6. I think the biggest point you made is being patient. It’s easy to become eager, fall in love with a property and pay too much. All the real money in rental real estate is made at the buy. You have to be able to get a huge bargain (maybe through the foreclosure market) and not overpay.

    • I think you need to have a price in mind before you even start looking. Obviously, some houses are worth more than others, but if you have your max designated in the beginning, you will be less likely to get caught up in the game of wanting a specific property.

  7. I recently became on unwilling landlord due to not being upside down on our mortgage. While it has been stressful at times, our property still has a positive cash flow. I think if we can stick it out we are going to end up realizing that it was a blessing in disguise!

  8. Another thing to consider is that in some areas, rental properties don’t appreciate in value. Fort Collins is a college town and there are some neighborhoods that are entirely rental properties that house students. Those condos and townhouses sell for the same price now as they did 10 years ago. You are expected to make your money in rent, not in the re-sale.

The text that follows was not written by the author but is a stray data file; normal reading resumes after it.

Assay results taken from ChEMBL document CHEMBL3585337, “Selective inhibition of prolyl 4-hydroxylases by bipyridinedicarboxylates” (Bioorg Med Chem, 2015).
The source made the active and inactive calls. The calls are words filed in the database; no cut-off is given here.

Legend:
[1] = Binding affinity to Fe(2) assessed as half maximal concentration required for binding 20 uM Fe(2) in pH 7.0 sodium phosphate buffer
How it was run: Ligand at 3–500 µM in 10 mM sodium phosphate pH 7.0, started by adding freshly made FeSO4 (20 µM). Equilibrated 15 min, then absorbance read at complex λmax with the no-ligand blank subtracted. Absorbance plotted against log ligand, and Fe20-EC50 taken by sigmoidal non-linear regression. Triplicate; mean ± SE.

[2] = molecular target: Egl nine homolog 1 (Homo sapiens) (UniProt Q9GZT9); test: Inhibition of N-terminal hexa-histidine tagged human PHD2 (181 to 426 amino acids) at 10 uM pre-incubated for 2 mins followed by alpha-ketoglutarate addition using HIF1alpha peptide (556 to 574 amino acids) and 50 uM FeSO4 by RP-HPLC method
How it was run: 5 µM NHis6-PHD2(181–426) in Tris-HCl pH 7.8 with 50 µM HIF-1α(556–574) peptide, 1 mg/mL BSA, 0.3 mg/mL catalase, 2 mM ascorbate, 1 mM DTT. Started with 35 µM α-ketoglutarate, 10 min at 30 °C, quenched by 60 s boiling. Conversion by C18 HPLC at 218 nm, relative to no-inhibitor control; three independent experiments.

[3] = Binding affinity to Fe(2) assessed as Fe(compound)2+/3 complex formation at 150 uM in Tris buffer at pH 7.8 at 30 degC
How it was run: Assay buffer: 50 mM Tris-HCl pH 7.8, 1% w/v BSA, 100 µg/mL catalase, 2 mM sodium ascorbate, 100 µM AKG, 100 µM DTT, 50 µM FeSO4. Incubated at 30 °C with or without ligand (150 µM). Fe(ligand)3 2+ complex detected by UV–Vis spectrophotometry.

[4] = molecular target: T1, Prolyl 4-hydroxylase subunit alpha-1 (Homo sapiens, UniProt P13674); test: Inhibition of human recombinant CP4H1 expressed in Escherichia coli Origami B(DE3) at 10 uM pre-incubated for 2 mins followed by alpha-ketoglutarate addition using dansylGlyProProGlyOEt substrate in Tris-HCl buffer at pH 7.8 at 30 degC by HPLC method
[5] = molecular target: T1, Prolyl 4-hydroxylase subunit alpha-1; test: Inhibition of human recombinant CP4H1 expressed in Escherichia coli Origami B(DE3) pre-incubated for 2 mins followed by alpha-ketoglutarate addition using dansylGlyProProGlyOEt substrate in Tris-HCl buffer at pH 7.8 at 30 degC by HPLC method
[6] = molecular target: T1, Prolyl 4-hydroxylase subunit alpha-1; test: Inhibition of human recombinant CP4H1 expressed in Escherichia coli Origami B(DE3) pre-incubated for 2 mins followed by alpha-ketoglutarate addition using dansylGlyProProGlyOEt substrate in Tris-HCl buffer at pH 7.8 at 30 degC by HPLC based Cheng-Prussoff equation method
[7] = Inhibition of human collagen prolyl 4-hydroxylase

• Another good point. I don’t ever expect our rental house to sell for an outrageous profit. It’s too small, but if we hold it until the mortgage is paid off by renters, we can still sell it for what it’s worth when we’re ready or we’ll leave it to our daughter to become a real estate tycoon.

  9. Debt RoundUp says:

    It really is allow about being cash flow positive. What is the point of purchasing a rental in order to break even? There is no incentive and it doesn’t do anything for you. My brother and his wife had a rental condo for years and they broke even on it each and every month. I told them they were doing it for the wrong reasons and they finally sold it.